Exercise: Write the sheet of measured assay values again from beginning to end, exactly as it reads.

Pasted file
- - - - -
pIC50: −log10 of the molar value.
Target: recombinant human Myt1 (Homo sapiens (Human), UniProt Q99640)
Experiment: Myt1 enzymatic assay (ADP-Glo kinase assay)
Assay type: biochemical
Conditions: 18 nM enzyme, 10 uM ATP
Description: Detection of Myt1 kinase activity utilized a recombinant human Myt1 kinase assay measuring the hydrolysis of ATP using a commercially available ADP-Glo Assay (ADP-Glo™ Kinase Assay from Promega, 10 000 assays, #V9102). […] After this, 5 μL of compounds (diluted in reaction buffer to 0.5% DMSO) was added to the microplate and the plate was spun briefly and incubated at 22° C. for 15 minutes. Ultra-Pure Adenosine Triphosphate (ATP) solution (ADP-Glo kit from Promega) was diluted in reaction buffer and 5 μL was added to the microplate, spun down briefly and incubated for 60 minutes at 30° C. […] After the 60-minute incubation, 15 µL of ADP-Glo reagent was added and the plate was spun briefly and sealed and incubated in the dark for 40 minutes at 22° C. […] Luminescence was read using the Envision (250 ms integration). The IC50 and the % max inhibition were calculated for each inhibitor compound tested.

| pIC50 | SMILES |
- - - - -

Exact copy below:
pIC50: −log10 of the molar value.
Target: recombinant human Myt1 (Homo sapiens (Human), UniProt Q99640)
Experiment: Myt1 enzymatic assay (ADP-Glo kinase assay)
Assay type: biochemical
Conditions: 18 nM enzyme, 10 uM ATP
Description: Detection of Myt1 kinase activity utilized a recombinant human Myt1 kinase assay measuring the hydrolysis of ATP using a commercially available ADP-Glo Assay (ADP-Glo™ Kinase Assay from Promega, 10 000 assays, #V9102). […] After this, 5 μL of compounds (diluted in reaction buffer to 0.5% DMSO) was added to the microplate and the plate was spun briefly and incubated at 22° C. for 15 minutes. Ultra-Pure Adenosine Triphosphate (ATP) solution (ADP-Glo kit from Promega) was diluted in reaction buffer and 5 μL was added to the microplate, spun down briefly and incubated for 60 minutes at 30° C. […] After the 60-minute incubation, 15 µL of ADP-Glo reagent was added and the plate was spun briefly and sealed and incubated in the dark for 40 minutes at 22° C. […] Luminescence was read using the Envision (250 ms integration). The IC50 and the % max inhibition were calculated for each inhibitor compound tested.

| pIC50 | SMILES |